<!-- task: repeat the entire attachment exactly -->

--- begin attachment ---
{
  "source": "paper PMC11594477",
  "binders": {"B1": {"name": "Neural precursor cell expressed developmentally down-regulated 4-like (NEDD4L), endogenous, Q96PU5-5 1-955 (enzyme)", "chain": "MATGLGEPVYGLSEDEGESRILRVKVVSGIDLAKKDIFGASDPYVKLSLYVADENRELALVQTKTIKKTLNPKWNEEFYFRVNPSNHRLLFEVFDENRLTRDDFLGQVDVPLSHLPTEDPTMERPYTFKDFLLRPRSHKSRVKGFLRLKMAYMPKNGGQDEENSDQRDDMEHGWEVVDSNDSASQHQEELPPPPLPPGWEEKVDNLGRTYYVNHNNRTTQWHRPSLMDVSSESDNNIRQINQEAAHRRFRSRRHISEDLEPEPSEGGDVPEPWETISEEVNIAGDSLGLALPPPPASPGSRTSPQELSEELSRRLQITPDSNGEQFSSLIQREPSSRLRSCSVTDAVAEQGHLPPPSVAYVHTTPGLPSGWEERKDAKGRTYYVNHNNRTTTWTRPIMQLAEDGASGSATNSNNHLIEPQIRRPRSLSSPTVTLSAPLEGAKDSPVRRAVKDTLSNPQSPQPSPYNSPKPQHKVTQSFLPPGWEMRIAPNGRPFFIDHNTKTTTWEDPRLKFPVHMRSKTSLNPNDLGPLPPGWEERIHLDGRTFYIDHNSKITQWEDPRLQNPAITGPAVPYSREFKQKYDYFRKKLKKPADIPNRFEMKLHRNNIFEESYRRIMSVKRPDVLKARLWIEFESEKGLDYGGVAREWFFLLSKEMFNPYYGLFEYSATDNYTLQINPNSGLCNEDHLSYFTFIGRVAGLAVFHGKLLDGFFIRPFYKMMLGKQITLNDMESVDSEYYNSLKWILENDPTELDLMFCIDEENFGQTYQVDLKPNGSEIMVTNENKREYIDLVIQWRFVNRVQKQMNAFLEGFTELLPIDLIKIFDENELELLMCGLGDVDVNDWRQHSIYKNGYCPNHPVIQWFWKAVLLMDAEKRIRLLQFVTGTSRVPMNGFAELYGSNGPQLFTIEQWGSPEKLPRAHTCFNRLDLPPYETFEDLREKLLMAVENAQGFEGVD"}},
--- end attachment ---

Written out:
{
  "source": "paper PMC11594477",
  "binders": {"B1": {"name": "Neural precursor cell expressed developmentally down-regulated 4-like (NEDD4L), endogenous, Q96PU5-5 1-955 (enzyme)", "chain": "MATGLGEPVYGLSEDEGESRILRVKVVSGIDLAKKDIFGASDPYVKLSLYVADENRELALVQTKTIKKTLNPKWNEEFYFRVNPSNHRLLFEVFDENRLTRDDFLGQVDVPLSHLPTEDPTMERPYTFKDFLLRPRSHKSRVKGFLRLKMAYMPKNGGQDEENSDQRDDMEHGWEVVDSNDSASQHQEELPPPPLPPGWEEKVDNLGRTYYVNHNNRTTQWHRPSLMDVSSESDNNIRQINQEAAHRRFRSRRHISEDLEPEPSEGGDVPEPWETISEEVNIAGDSLGLALPPPPASPGSRTSPQELSEELSRRLQITPDSNGEQFSSLIQREPSSRLRSCSVTDAVAEQGHLPPPSVAYVHTTPGLPSGWEERKDAKGRTYYVNHNNRTTTWTRPIMQLAEDGASGSATNSNNHLIEPQIRRPRSLSSPTVTLSAPLEGAKDSPVRRAVKDTLSNPQSPQPSPYNSPKPQHKVTQSFLPPGWEMRIAPNGRPFFIDHNTKTTTWEDPRLKFPVHMRSKTSLNPNDLGPLPPGWEERIHLDGRTFYIDHNSKITQWEDPRLQNPAITGPAVPYSREFKQKYDYFRKKLKKPADIPNRFEMKLHRNNIFEESYRRIMSVKRPDVLKARLWIEFESEKGLDYGGVAREWFFLLSKEMFNPYYGLFEYSATDNYTLQINPNSGLCNEDHLSYFTFIGRVAGLAVFHGKLLDGFFIRPFYKMMLGKQITLNDMESVDSEYYNSLKWILENDPTELDLMFCIDEENFGQTYQVDLKPNGSEIMVTNENKREYIDLVIQWRFVNRVQKQMNAFLEGFTELLPIDLIKIFDENELELLMCGLGDVDVNDWRQHSIYKNGYCPNHPVIQWFWKAVLLMDAEKRIRLLQFVTGTSRVPMNGFAELYGSNGPQLFTIEQWGSPEKLPRAHTCFNRLDLPPYETFEDLREKLLMAVENAQGFEGVD"}},